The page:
U.S. Sen. Lisa Murkowski (R-Alaska), chairman of the Senate Energy and Natural Resources Committee, said May 13 that nuclear energy has all the attributes she is looking for as she prepares to draft new comprehensive energy legislation.
“I believe that energy should be abundant, affordable, clean, diverse and secure. And I believe that the future of the nuclear industry is bright because it checks all of those boxes. Nuclear fits right in,” Murkowski told more than 800 nuclear energy industry leaders at the Nuclear Energy Institute’s annual conference.
The nation’s energy landscape has changed significantly since Congress last enacted comprehensive energy legislation in 2007, Murkowski said. Concerns about a scarcity of domestic energy supplies have given way to a period of abundance, particularly oil and gas supplies.
New energy legislation will bring with it opportunities to address challenges that are threatening the economic viability of some nuclear energy facilities and making it difficult for America’s largest source of carbon-free electricity to play a more prominent role in the future. Nuclear energy facilities operating in 30 states produce 19 percent of total U.S. electric supplies, and provide 63 percent of the electricity generated by carbon-free sources.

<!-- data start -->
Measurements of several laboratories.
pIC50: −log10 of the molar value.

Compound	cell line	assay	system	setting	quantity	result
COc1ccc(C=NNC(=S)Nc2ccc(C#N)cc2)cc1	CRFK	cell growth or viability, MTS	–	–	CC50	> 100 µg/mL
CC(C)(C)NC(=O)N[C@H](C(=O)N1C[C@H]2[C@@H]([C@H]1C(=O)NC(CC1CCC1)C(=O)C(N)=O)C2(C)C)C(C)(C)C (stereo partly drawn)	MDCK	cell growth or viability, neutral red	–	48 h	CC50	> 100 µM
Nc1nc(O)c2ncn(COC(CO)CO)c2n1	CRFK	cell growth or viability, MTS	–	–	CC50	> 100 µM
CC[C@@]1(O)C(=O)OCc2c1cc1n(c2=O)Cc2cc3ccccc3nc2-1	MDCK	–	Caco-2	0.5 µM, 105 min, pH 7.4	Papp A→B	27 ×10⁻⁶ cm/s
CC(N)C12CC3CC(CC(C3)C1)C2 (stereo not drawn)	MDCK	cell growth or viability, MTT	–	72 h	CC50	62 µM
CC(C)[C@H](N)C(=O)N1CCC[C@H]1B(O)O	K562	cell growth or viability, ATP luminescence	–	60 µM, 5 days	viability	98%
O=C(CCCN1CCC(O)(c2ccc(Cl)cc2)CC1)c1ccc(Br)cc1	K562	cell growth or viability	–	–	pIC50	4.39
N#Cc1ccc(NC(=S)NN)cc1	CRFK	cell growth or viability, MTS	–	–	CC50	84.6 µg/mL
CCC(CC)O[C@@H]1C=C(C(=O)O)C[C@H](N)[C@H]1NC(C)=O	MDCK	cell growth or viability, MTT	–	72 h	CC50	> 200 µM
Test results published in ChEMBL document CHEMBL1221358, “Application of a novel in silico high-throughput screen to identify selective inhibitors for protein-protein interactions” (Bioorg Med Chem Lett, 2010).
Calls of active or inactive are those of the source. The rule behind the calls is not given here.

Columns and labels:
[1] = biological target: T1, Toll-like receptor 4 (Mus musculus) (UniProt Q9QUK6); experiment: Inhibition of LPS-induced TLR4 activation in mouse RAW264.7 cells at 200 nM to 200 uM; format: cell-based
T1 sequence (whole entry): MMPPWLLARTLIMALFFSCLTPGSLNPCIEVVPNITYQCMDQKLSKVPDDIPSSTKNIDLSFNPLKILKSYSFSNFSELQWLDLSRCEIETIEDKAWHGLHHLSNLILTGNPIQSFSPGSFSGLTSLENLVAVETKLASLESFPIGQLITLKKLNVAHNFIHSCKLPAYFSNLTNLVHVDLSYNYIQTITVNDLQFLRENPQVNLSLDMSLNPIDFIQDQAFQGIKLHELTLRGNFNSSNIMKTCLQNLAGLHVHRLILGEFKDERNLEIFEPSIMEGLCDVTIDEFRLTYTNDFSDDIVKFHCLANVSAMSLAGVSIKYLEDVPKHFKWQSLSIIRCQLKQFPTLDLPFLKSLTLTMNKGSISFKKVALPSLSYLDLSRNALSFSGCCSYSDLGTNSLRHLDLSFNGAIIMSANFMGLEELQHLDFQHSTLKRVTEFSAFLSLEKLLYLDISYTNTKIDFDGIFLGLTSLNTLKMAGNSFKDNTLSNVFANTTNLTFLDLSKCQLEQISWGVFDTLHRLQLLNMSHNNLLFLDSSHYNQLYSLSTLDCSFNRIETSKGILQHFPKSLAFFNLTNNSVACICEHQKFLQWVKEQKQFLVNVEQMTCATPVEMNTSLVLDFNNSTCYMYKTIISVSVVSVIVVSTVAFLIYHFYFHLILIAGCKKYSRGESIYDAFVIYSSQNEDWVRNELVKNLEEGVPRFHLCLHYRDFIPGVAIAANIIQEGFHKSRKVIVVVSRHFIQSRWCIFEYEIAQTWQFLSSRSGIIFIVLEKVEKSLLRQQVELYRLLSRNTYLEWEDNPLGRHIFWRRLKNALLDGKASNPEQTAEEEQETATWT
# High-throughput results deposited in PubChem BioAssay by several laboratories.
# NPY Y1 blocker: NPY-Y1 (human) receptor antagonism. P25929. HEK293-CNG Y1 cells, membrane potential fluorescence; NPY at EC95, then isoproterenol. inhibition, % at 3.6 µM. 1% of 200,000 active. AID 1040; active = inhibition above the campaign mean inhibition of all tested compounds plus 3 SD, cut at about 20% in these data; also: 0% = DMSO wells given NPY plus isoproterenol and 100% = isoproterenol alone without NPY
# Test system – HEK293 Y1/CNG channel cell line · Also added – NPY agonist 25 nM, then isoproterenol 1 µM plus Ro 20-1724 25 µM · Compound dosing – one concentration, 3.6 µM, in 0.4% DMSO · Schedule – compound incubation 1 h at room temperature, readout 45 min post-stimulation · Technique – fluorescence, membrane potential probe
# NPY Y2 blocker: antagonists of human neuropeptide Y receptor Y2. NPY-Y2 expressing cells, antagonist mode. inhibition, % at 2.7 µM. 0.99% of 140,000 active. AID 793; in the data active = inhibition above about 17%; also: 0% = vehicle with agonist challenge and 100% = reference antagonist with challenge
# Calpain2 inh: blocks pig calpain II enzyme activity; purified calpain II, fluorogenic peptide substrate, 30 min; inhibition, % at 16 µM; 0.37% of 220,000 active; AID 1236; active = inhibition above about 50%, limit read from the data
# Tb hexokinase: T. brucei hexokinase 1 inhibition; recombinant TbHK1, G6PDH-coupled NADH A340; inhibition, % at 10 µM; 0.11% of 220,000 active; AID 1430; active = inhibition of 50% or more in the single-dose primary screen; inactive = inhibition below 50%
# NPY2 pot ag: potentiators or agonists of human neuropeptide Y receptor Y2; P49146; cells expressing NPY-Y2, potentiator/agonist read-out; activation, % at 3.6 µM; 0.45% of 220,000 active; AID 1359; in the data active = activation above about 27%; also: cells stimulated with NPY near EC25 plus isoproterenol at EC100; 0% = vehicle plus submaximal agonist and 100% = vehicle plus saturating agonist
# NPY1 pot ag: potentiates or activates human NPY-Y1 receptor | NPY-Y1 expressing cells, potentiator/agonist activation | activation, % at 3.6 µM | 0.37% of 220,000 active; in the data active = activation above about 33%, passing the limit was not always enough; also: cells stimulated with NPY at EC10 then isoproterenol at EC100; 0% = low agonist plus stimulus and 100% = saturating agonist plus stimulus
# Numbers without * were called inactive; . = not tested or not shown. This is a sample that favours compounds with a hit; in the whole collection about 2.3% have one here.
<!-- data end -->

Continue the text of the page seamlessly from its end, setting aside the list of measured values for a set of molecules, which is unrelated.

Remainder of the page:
Because nuclear power “is a critical part of the energy mix,” it is important that the regulatory processes for licensing nuclear energy facilities be more efficient and effective, Murkowski said. She identified the U.S. Environmental Protection Agency’s Clean Power Plan, which has been criticized for insufficiently valuing nuclear energy, as another instance where energy legislation could be beneficial.
Murkowski convenes the second of four committee hearings on key sections of the prospective energy legislation tomorrow.
She called for reform of the federal government’s nuclear waste management program, noting that she is championing the Nuclear Waste Administration Act along with Sens. Lamar Alexander, Maria Cantwell and Dianne Feinstein.
Murkowski also emphasized her support for new forms of nuclear energy.
“I have long supported and advocated for the development and employment of small modular reactors,” with generating capacities of 300 megawatts or less, she said. Pointing to Alaska’s high energy costs and heavy dependence on fossils fuels, Murkowski said the use of small reactors in her state could be a “game changer” for remote communities that aren’t attached to an electrical grid.